A hot air balloon with foreign tourists sightseeing over the southern city of Luxor crash landed on Friday, killing a tourist from South Africa and injuring twelve others, Egyptian officials said.
The officials said the incident was caused by strong winds that forced the balloon, which was carrying 20 tourists, off its course above the ancient city, home to some of Egypt's most remarkable pharaonic temples and tombs.
The balloon took off shortly before sunrise and flew about 45 minutes at an altitude of 450 meters (1,476 feet) before the pilot lost control due to strong wind that forced a crash landing in a mountainous area, the officials said.
The officials said the killed tourist was South African. No details were immediately available on the nationalities of the other victims. The remaining 12 tourists were unhurt.
Other balloons had taken off around the same time but landed safely, the officials added, speaking on condition of anonymity in line with regulations.
Earlier in the day, Egypt's meteorological service had warned of strong winds across the country mainly in the Nile River delta and northern Egypt.
Hot air balloon incidents have occurred in the past over ancient Luxor. The deadliest took place in 2013 when a balloon flying over the city caught fire and plunged about 305 meters (1,000 feet) to the ground, crashing into a sugar cane field and killing at least 19 foreign tourists.
In 2016, Egypt temporarily halted balloon flights after 22 Chinese tourists suffered minor injuries in a crash landing of their hot air balloon.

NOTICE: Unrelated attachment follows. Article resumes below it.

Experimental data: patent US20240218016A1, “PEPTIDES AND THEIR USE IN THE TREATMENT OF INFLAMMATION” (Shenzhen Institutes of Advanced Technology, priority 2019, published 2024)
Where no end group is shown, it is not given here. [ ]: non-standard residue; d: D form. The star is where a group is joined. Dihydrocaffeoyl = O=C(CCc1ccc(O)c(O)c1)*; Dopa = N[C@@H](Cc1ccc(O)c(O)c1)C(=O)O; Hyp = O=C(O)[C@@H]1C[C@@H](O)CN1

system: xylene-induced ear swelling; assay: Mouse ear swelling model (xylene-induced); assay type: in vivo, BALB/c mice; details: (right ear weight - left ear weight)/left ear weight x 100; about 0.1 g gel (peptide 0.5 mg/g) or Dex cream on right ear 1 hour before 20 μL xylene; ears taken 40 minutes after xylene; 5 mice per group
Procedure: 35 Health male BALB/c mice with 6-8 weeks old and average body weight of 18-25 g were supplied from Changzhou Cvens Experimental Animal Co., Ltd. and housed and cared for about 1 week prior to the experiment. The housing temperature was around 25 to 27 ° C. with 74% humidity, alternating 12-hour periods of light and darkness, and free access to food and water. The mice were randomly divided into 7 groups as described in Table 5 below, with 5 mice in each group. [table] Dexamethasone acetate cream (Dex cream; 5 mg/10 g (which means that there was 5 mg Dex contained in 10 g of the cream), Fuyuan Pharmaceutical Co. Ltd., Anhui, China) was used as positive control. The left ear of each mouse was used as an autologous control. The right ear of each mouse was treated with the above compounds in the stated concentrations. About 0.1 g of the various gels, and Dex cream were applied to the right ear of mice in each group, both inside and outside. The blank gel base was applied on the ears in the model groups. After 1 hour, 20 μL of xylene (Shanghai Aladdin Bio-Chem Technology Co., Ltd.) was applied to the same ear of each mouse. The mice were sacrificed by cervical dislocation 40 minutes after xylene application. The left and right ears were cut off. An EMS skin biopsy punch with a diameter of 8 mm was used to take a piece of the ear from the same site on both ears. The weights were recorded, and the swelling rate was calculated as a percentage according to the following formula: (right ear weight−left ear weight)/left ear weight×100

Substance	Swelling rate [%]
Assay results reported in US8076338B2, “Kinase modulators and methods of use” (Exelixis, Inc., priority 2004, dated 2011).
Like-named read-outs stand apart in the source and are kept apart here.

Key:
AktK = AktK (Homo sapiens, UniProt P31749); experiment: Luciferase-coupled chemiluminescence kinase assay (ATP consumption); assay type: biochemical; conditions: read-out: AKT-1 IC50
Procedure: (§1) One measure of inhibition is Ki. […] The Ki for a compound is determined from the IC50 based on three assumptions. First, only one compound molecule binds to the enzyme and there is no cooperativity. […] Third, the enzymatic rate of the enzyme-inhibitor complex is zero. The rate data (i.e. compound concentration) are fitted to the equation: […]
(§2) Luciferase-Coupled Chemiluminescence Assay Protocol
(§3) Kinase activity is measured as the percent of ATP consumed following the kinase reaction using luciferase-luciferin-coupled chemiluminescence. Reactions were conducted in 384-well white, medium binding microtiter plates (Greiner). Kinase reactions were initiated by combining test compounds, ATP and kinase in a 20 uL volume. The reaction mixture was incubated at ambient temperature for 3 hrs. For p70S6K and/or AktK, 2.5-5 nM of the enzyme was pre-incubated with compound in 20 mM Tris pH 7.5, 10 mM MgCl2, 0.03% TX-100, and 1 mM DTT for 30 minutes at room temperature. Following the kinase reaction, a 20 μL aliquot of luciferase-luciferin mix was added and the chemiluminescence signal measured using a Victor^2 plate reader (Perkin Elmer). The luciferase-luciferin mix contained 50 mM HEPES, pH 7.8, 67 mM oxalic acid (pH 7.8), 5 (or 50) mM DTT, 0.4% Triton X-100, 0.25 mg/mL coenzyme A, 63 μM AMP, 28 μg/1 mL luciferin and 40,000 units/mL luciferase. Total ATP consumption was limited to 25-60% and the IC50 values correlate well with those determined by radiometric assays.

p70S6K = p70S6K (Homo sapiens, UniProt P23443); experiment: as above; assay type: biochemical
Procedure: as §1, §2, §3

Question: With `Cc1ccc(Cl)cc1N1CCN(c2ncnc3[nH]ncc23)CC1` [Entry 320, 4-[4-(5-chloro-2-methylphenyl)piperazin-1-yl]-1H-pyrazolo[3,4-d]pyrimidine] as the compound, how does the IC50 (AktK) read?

Over the years, Egypt has tightened safety rules for balloon rides, which are now monitored by cameras and banned from flying above 2,000 meters (6,562 feet).
Hot air balloon flights above Luxor are famous among tourists for because of the spectacular views of the ancient Karnak and the temples of Luxor. Such flights usually start before sunrise and pass over green fields leading to the Valley of the Kings — the burial site of famous boy king Tutankhamun and other pharaohs.
Egypt's vital but ailing tourism industry, partially driven by sightseeing, has been hit hard by extremist attacks and political turmoil following the 2011 uprising that toppled longtime autocrat Hosni Mubarak.
In 2015, tourism was dealt a blow when the Islamic State group's affiliate in Egypt downed a Russian passenger plane over the Sinai Peninsula, killing all 224 people aboard. Egypt never officially said what caused the downing of the Russian plane but IS said it blew up the plane with a bomb smuggled on board.
After that bombing, Russia imposed a ban on all flights to Egypt and Egypt's national carrier is still barred from flying to Russia. Flights between Moscow and Cairo are planned to be resumed in February, after more than a two-year hiatus.
The Egyptian government has been trying to draw tourists back to the country by announcing ancient discoveries and tightening security measures around tourist sites.
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